California hotel sales reach record price per room — but not in San Diego

California hotel sales reach record price per room — but not in San Diego

The Moxy hotel was the priciest sale in San Diego County during the first six months of 2022

(Courtesy of CoStar)

The priciest hotel sale in San Diego County during the first six months of the year was the 126-room Moxy, a hip boutique hotel by Marriott.


AUG. 18, 2022 4:24 PM PT

Even as the pace of hotel sales slowed across the state the first half of the year, California still hit a new record high for the price paid per room. San Diego, though, was an exception. It saw a nearly 12 percent decline.

Atlas Hospitality Group, the Orange County brokerage that tracks hotel transactions statewide, cautioned that six months isn’t necessarily a complete picture of what’s ahead for California’s hotel real estate market. Atlas President Alan Reay is predicting that transactions will decline significantly during the remainder of the year as rising interest rates and uncertainty about the economy dampen owners’ interest in parting with their properties.

In San Diego County, 25 hotels traded hands in the first half of this year, compared with 28 a year earlier, a decline of nearly 11 percent, says Atlas in its newly released mid-year sales report. But when measured by the number of rooms, the decline was more pronounced — from 3,567 in the first half of 2021 to 2,384 this year, a drop of 33 percent, Atlas reported.

Given that many of the hotels that sold this year tended to be more of a mix of budget and mid-range properties, the total value of this year’s 25 transactions — $326.5 million — was considerably lower than a year earlier, falling 42 percent. Statewide, the total value of dollar sales fell 34 percent, while the number of individual hotel sales declined by 10 percent.

For San Diego County, the drop-off in sales is not a reflection of a poorly performing hotel market, Reay stresses.

“Across the board, we had a record median price per room for California and while it declined in San Diego, I wouldn’t say that means people are turned off by San Diego,” he said. “The fact we’ve still seen a big dollar volume is a reflection of how strong the market rebounded from COVID. And maybe owners had looked at selling and getting out of the market before, but now we’re seeing the opposite.

“The owners are saying if I sell, what do I do with the money? You have fewer sellers in San Diego because outside of San Diego, they don’t see hotel markets that would offer the same longer-term upside that your area has.”

The median price per room among all California sales was $143,443. That’s still far lower than some of San Diego’s higher-priced transactions this year.

The priciest sale in the county was the 126-room Moxy, a hip boutique hotel by Marriott that opened nearly four years ago in East Village. The eight-story property on Sixth Avenue sold for $46 million. The second most expensive sale was the 90-room Inn at Rancho Santa Fe, which sold for $42.7 million. That translates to a cost of $474,444 per room, the highest of the San Diego County sales recorded during the first six months of this year, according to Atlas.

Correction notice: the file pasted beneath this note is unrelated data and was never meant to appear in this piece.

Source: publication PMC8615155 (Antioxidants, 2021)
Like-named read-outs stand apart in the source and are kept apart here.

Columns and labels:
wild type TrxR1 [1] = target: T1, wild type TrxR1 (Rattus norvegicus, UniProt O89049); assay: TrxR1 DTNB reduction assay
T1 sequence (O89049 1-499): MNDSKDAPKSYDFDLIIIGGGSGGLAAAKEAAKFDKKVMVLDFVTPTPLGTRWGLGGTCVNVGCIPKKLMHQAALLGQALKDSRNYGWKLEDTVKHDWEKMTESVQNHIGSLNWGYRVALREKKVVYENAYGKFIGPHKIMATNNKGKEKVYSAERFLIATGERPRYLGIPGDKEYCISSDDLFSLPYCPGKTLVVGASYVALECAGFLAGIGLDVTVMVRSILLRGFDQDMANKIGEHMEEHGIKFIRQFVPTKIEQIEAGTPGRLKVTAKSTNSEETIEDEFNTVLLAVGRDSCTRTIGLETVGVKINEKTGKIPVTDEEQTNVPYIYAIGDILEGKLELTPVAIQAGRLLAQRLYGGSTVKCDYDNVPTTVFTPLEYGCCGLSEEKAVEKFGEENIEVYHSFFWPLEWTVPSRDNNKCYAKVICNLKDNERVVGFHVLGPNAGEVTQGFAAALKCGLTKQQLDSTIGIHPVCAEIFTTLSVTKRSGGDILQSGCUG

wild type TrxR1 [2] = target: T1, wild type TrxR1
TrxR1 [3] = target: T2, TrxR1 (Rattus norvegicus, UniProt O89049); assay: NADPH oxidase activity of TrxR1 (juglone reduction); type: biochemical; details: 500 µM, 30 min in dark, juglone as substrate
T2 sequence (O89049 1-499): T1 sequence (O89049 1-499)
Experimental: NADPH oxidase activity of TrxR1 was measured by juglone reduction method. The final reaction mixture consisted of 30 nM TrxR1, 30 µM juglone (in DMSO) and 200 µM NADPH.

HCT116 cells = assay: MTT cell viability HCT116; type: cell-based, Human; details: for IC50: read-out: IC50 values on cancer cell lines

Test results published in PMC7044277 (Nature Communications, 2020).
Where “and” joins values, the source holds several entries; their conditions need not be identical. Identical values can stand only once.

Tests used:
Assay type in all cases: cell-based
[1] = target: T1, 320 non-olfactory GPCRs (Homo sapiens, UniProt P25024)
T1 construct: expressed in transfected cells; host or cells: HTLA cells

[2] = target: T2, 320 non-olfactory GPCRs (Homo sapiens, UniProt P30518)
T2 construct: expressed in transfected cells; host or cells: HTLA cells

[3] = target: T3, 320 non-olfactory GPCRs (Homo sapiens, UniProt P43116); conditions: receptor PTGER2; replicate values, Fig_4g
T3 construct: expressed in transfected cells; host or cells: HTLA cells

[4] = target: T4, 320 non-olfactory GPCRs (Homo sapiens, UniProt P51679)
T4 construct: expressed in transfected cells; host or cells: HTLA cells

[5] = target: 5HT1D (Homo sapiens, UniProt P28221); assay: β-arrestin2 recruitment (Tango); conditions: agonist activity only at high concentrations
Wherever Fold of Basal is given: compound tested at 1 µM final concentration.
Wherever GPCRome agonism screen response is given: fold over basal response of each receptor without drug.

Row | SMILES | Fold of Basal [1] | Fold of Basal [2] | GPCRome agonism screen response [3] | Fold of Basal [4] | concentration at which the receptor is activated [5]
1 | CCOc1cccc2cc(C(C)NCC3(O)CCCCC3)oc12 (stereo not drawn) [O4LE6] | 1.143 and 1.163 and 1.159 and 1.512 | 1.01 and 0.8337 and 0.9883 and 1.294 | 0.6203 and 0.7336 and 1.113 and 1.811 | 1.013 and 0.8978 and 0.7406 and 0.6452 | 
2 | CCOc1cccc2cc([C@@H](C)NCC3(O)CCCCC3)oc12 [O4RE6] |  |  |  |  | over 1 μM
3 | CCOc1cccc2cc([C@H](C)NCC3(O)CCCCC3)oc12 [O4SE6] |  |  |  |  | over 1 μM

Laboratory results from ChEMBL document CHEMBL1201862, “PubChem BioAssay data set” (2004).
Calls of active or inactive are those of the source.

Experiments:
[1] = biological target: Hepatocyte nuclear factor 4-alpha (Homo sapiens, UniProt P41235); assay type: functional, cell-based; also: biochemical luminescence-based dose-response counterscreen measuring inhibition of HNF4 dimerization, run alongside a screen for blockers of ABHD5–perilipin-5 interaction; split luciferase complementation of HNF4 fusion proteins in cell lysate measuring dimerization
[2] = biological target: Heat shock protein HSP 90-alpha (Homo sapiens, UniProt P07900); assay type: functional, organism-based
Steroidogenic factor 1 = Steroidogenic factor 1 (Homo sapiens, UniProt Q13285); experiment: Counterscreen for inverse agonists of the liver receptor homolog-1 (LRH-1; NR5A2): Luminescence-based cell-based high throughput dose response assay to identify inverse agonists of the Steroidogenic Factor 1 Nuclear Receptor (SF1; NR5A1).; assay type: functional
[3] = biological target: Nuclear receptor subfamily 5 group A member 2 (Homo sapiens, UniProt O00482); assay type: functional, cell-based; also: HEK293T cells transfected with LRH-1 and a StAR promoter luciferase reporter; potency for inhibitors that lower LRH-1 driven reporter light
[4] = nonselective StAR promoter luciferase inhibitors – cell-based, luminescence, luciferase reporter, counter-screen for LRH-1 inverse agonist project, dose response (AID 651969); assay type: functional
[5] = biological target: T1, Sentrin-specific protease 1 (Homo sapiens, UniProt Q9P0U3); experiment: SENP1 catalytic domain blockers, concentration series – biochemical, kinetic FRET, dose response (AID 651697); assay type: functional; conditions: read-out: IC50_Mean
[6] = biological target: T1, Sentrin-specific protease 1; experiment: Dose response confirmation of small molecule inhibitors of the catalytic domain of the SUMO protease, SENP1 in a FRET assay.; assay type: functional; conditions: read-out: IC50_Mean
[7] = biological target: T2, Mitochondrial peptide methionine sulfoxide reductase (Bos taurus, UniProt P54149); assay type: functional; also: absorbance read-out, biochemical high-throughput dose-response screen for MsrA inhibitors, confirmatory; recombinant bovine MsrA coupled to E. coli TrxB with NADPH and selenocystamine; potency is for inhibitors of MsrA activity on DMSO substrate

The most expensive hotel to change hands in California was the now-shuttered, 295-room Fashion Island Hotel in Newport Beach, which sold for $145 million. It is due to reopen next year as the Pendry Newport Beach.

In the coming months, Reay predicts there will be a slowdown in sales activity, assuming interest rates remain high.

“With interest rates moving up a couple of percentage points, that means in order to get the same cash flow, the sellers have to price the hotels at a lower price, and the prices people are willing to pay have to come down,” Reay said. “In a market like San Diego that doesn’t have any levels of distress, owners are saying if I can’t get my price I’m not willing to sell.”

Pebblebrook Hotel Trust, a real estate investment firm that owns seven properties in San Diego, including resort hotels in Mission Bay and Del Mar, is focusing more on selling assets than purchasing them, said Chief Financial Officer Raymond Martz. It did, however, recently acquire the Inn on Fifth in Naples, Fla., for $156 million and the Gurney’s Newport Resort & Marina in Newport, Rhode Island, for $134 million, he said.

Looking ahead to the rest of the year, Martz said he expects Pebblebrook will be “more of a net seller than a net buyer.”

The company recently sold a hotel it owned in Philadelphia and has two other properties it owns under contract for $104 million.

“We’ve seen prices down a few percentage points but nothing really significant,” Martz said. “We feel like we’ve done a good job maximizing value on these assets we are selling and we can use that to fund recent acquisitions and also reduce debt.”

San Diego, he said, is rebounding strongly from the pandemic compared to other markets. While Martz could not say what, if any, plans the company has for its San Diego holdings, he said Pebblebrook is quite bullish on the market. “We love that market so much,” he said. “If you sell, you may not be able to buy again.”

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